Older Black and Hispanic patients with advanced cancer are less likely than White patients to receive opioid medications for pain relief in the last weeks of life, according to the results of a recent study published in the Journal of Clinical Oncology.1
The study comes at a time when tightened restrictions on prescription opioids, prompted by the national epidemic of opioid abuse, have significantly decreased availability to these medications. Although the restrictions are not specifically aimed at patients with cancer, researchers have documented a decline in patient access to opioid medications, even at the end of life (EOL).
“Most previous studies of inequities in cancer pain management were conducted before the full scope of the opioid crisis was recognized and regulations to curb opioid prescribing were put in place,” the study’s lead investigator Andrea C. Enzinger, MD, Assistant Professor, Medical Oncology, Dana-Farber Cancer Institute, and Assistant Professor, Medicine, Harvard Medical School, Boston, MA, said in a news release.2
“Over the past decade, there has been a seismic shift in prescribing practices and sharp declines in access to these medications for patients with cancer. But we know very little about the current state of disparities in access in this environment of increased regulation, and about the magnitude of disparities among patients with terminal cancer,” she added.
Dr Enzinger and colleagues examined racial and ethnic disparities and trends in opioid prescription orders between 2007 and 2019 among 318,549 Medicare recipients who had poor-prognosis cancers and were nearing the EOL. They also assessed disparities in urine drug screening among these patients.
A total of 272,358 recipients were White, 29,555 were Black, and 16,636 were Hispanic. The mean patient age was 77.6 years; 18.2% of the cohort were aged ≥85 years. Lung cancer was the most common malignancy in all 3 racial groups.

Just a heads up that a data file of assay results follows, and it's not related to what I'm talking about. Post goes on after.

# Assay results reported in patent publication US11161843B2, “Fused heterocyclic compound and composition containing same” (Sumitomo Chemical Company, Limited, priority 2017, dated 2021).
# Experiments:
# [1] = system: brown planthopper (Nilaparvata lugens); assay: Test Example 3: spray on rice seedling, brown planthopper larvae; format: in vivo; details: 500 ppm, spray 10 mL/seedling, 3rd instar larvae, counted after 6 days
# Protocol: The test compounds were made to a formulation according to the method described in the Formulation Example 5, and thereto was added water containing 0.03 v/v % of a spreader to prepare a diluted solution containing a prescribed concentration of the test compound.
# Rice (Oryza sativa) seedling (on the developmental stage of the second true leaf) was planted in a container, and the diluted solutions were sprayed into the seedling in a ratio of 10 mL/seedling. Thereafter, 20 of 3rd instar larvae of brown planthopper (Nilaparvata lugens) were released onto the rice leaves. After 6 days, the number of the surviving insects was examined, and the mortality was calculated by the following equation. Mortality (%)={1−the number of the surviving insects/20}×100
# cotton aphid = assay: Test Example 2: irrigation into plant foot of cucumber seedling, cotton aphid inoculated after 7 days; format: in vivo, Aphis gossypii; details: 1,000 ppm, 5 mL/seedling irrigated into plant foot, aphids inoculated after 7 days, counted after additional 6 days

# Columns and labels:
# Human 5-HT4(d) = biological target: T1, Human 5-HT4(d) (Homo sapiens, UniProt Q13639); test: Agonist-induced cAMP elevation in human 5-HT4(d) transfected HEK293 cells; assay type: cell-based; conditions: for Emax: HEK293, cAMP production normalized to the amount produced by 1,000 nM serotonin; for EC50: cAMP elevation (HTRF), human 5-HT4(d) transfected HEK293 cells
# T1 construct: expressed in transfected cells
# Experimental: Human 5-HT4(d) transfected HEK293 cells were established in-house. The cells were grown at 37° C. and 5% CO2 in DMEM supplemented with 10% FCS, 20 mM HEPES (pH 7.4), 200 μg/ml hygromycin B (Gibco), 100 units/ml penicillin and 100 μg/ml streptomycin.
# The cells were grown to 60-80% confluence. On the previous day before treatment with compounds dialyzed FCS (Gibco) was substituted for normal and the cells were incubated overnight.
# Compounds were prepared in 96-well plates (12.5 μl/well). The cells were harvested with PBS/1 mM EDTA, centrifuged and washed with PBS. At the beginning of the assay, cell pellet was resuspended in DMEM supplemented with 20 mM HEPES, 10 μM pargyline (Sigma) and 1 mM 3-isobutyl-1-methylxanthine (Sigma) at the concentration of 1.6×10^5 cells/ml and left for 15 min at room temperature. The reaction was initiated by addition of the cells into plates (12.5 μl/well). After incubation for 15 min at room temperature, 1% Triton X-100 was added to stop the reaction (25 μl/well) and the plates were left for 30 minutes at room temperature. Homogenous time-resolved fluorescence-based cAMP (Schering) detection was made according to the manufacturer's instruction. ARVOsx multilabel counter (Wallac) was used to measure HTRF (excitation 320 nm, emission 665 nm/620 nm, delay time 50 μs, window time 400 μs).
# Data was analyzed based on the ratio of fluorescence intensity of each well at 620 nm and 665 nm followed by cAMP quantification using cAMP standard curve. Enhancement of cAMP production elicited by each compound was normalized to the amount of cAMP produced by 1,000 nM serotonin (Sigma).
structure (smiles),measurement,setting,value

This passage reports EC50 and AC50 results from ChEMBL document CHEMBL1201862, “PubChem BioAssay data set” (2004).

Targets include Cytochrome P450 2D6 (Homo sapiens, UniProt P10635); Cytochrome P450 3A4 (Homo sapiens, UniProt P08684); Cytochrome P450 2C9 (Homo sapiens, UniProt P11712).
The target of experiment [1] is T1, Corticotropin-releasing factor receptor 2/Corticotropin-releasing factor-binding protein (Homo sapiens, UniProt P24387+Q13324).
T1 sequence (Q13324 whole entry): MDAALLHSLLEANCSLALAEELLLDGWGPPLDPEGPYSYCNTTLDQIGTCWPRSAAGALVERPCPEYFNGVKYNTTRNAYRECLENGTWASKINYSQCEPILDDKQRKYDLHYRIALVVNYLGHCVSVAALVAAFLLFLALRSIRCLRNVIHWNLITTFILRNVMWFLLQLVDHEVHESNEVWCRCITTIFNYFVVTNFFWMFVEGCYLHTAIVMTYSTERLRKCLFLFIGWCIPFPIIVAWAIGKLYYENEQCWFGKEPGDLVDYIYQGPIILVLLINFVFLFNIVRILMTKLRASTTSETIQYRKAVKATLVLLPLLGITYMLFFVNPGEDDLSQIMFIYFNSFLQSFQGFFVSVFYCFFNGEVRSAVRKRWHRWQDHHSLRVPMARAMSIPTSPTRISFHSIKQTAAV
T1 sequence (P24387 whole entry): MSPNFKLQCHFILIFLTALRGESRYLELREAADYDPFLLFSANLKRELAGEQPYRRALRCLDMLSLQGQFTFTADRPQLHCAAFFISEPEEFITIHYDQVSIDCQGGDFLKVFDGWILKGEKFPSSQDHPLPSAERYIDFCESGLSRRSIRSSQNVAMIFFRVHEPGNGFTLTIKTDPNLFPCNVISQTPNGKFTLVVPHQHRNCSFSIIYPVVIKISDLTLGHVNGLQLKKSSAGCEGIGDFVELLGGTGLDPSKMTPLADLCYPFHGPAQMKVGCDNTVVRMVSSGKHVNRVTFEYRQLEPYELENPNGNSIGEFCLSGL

Compared with White patients, Black and Hispanic patients had a lower likelihood of receiving any opioid (Black patients, –4.3 percentage points; 95% confidence interval [CI], –4.8 to –3.6; Hispanic patients, –3.6 percentage points; 95% CI, –4.4 to –2.9) and long-acting opioids (Black, –3.1 percentage points; 95% CI, –3.6 to –2.8; Hispanic, –2.2 percentage points; 95% CI, –2.7 to –1.7).
Black patients received lower daily doses of opioids (10.5 morphine milligram equivalents [MME]/day; 95% CI, –12.8 to –8.2), followed by Hispanic patients (9.1 MME/day; 95% CI, –12.1 to –6.1), compared with White patients. Black patients also received lower total doses (210 MME/day; 95% CI, –293.1 to –181.3) near the EOL, followed by Hispanic patients (179.7 MME/day; 95% CI, –217.1 to –142.3), compared with White patients.
In addition, Black patients were required to submit to urine drug screenings more frequently than White or Hispanic patients throughout the study period. From 2007 to 2019, the proportion of patients undergoing such screenings in the 180 days before death or entry to hospice care increased from 0.5% to 6.6% for White patients compared with 1.0% to 7.9% for Black patients. Urine testing increased from 0.5% to 6.8% for Hispanic patients.
The investigators reported that these disparities in treatment were found to exist even after correcting for measures of poverty, community-level deprivation, or rurality.
Limitations of the study included the assessment of opioid prescription fills and not unfulfilled prescriptions, lack of examination of opioid prescriptions in hospice, and that the findings only represent Medicare beneficiaries and are likely conservative estimates of prescribing disparities, the researchers noted.
“In summary, from 2007 to 2019, we observed dramatic declines and substantial racial and ethnic inequities in prescription opioid access among Medicare beneficiaries with poor-prognosis cancers near EOL,” Dr Enzinger and colleagues concluded, adding that they will follow up on their findings with research to identify the main causes of these inequities, and ultimately to target those causes with novel interventions.
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